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Voyager

An artist's interpretation depicts the new view of the heliosphere in this image courtesy of NASA's Goddard Space Flight Center and made available on June 9, 2011. Observations from NASA's Voyager spacecraft suggest the edge of our solar system may not be smooth, but filled with a turbulent sea of magnetic bubbles. While using a new computer model to analyze Voyager data, scientists found the sun's distant magnetic field is made up of bubbles approximately 100 million miles wide. The bubbles are created when magnetic field lines reorganize. The new model suggests the field lines are broken up into self-contained structures disconnected from the solar magnetic field. The findings are described in the June 9 edition of the Astrophysical Journal. The heliosheath is filled with "magnetic bubbles" (shown in the red pattern) that fill out the region ahead of the heliopause. REUTERS/NASA/Goddard Space Flight Center/CI Lab/Handout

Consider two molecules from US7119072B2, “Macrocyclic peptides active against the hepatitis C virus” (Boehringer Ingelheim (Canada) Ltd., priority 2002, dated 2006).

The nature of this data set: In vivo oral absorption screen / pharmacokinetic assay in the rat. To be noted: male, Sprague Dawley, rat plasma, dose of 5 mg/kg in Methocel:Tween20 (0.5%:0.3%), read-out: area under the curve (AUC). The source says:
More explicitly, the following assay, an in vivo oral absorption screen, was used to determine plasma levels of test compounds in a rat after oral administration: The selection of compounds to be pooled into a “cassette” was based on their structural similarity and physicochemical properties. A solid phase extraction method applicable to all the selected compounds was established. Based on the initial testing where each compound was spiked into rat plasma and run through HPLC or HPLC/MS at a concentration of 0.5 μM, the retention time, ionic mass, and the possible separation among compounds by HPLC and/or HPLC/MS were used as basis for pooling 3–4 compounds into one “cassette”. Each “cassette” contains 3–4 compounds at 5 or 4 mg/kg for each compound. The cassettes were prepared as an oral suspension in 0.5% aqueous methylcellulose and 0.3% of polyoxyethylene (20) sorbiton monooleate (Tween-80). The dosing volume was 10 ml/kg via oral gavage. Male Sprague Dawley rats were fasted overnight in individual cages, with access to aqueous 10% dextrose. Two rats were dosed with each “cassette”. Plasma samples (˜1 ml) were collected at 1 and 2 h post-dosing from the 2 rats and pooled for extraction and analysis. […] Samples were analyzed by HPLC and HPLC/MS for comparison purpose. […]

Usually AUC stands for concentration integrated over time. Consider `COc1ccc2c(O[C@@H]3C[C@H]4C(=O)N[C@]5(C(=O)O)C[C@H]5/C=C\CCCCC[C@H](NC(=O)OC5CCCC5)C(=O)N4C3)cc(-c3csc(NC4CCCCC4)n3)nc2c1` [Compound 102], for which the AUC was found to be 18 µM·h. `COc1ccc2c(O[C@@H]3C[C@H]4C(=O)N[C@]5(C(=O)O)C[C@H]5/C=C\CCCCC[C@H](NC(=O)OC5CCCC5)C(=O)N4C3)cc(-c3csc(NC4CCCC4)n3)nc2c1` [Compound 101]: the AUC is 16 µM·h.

NASA's Voyager probes

Nasa's Voyager 1 spacecraft and its sister probe Voyager 2 have been traveling through space since

1977. Voyager 1 — the farthest-flung object created by human hands — has left the solar system forever, a study suggests.